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Breast Cancer
Breast Cancer81131
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MEDICAL ANIMATION TRANSCRIPT: The mammary glands lie inside the breast over the pectoralis major muscle, surrounded by adipose and connective tissue. The mammary gland is composed of groups of lobules that form lobes, which drain through lactiferous ducts to the nipple. Epithelial cells line the lactiferous ducts and lobules. Each lobule is composed of several small sacs called acini. During pregnancy, specialized secretory cells develop in the acini, and after birth, secrete milk. Lymph nodes and vessels surround the breast radially and drain to axillary lymphatics. Like all cancers, breast cancer begins with cell DNA damage. Most breast cancers form in duct epithelial cells. The more these cells grow, the greater chance for DNA damage to occur. A cell with damaged DNA exhibits uncontrolled growth. This mass of cells is a developing breast cancer tumor. The stimulus for breast tissue growth is estrogen produced by the ovaries during a woman's reproductive years. Therefore, the longer the time between puberty and menopause, the greater the chance for developing breast cancer. Some breast cancers come from inherited DNA changes or mutations. For example, the genes BRCA1 and BRCA2 normally keep cancer cells from forming by repairing or destroying cells with damaged DNA. Mutations to these genes allow damaged cells to live and continue proliferating, resulting in the formation of cancerous tumors. As tumors invade the surrounding tissue, cells may break off into a lymphatic vessel. Displaced tumor cells travel through the lymphatics and become metastatic tumors elsewhere. Other risk factors for breast cancer include hormone use or exposure and composition of breast tissue. While rare, it is important to note that men can also get breast cancer. Primary treatment for breast cancer depends on the size of the tumor, lymph node involvement, and metastasis. Generally, breast-conserving lumpectomy procedures remove single tumors less than five centimeters with no invasion of the chest wall. For larger tumors or multiple tumors with no chest wall invasion, the usual treatment is modified radical mastectomy. In this procedure, all of the breast tissue, including breast and axillary lymph nodes are removed. With larger tumors and chest wall invasion, a radical mastectomy removes the entire breast, lymphatics, and chest wall muscles. Radiation therapy reduces the risk of cancer cells recurring postoperatively. Chemotherapy uses a combination of drugs to destroy cancer cells. ♪ [music] ♪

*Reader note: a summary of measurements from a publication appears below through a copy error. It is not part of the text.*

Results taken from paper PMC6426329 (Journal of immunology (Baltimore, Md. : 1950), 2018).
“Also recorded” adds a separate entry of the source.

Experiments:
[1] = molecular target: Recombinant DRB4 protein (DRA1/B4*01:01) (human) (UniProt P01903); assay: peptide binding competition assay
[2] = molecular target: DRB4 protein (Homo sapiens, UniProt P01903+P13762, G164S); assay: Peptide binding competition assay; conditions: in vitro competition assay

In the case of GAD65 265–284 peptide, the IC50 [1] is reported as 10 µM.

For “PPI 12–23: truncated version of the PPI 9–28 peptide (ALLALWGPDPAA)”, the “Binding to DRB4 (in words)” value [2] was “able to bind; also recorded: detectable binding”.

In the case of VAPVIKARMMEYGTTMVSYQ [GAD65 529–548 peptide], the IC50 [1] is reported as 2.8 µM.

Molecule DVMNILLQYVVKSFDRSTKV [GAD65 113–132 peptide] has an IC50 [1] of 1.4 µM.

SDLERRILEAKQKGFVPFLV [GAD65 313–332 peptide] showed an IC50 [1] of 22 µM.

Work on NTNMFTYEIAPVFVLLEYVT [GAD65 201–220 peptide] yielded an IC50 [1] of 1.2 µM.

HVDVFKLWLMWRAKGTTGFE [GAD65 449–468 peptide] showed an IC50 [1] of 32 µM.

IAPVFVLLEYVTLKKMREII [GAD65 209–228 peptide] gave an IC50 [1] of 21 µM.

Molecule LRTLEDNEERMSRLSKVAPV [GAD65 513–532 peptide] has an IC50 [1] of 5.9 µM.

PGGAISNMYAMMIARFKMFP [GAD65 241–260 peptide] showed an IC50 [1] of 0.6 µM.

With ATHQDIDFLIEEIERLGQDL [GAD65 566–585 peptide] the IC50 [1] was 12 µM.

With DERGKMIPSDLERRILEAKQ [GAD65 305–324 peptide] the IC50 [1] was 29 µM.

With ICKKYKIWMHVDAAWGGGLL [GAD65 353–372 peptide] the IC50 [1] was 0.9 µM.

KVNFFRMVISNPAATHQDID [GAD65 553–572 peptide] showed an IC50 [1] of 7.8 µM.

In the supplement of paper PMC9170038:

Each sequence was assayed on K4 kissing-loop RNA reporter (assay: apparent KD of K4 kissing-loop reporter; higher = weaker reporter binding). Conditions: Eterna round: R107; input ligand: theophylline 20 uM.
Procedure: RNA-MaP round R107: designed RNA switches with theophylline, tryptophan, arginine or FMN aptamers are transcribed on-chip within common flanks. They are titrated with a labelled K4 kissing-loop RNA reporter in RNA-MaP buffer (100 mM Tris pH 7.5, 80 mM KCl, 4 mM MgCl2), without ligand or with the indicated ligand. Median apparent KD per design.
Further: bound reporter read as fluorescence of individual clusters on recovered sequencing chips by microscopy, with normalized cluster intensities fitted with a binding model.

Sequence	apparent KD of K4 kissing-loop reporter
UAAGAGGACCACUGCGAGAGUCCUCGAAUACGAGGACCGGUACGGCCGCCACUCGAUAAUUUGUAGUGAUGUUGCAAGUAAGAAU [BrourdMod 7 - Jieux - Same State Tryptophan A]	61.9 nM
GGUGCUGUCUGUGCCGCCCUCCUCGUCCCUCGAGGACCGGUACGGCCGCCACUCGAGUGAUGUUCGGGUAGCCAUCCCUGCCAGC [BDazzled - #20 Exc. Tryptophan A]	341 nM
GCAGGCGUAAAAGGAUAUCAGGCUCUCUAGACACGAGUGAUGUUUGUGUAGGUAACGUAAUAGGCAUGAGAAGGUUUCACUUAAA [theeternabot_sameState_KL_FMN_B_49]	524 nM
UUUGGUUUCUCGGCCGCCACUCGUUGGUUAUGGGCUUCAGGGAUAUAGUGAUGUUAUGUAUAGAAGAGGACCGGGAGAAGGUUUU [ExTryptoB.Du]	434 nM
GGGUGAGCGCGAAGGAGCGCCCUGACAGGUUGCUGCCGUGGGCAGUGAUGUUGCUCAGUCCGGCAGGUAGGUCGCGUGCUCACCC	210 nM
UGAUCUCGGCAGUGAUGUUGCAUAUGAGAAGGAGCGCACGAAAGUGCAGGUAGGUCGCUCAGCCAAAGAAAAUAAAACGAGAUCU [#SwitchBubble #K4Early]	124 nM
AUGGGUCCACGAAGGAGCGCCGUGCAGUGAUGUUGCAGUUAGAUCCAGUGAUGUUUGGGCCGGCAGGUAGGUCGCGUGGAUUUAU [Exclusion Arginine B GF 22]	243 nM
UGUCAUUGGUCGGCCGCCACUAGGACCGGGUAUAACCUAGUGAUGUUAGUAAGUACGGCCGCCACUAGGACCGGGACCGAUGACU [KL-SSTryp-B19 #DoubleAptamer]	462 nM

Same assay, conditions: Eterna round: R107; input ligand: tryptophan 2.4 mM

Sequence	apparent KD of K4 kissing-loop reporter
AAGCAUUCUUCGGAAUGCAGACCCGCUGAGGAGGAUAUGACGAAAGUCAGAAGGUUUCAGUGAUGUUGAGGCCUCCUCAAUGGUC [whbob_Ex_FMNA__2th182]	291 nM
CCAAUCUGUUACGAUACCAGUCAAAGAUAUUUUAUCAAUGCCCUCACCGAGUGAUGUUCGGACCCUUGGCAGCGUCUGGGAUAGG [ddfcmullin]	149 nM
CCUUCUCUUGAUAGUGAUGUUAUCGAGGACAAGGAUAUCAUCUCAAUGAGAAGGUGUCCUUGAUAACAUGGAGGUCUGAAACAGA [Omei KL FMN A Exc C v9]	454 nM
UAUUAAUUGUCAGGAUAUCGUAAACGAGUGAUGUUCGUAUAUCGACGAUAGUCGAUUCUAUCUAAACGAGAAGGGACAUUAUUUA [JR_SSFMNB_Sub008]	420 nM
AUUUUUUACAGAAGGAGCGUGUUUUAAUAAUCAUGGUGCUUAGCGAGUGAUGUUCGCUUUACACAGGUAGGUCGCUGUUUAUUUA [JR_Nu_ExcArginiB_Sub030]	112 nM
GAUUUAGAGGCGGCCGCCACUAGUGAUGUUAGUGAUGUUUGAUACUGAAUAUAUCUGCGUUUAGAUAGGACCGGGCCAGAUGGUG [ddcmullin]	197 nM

ANM11043 04:24

Last Updated: Apr 24th, 2020

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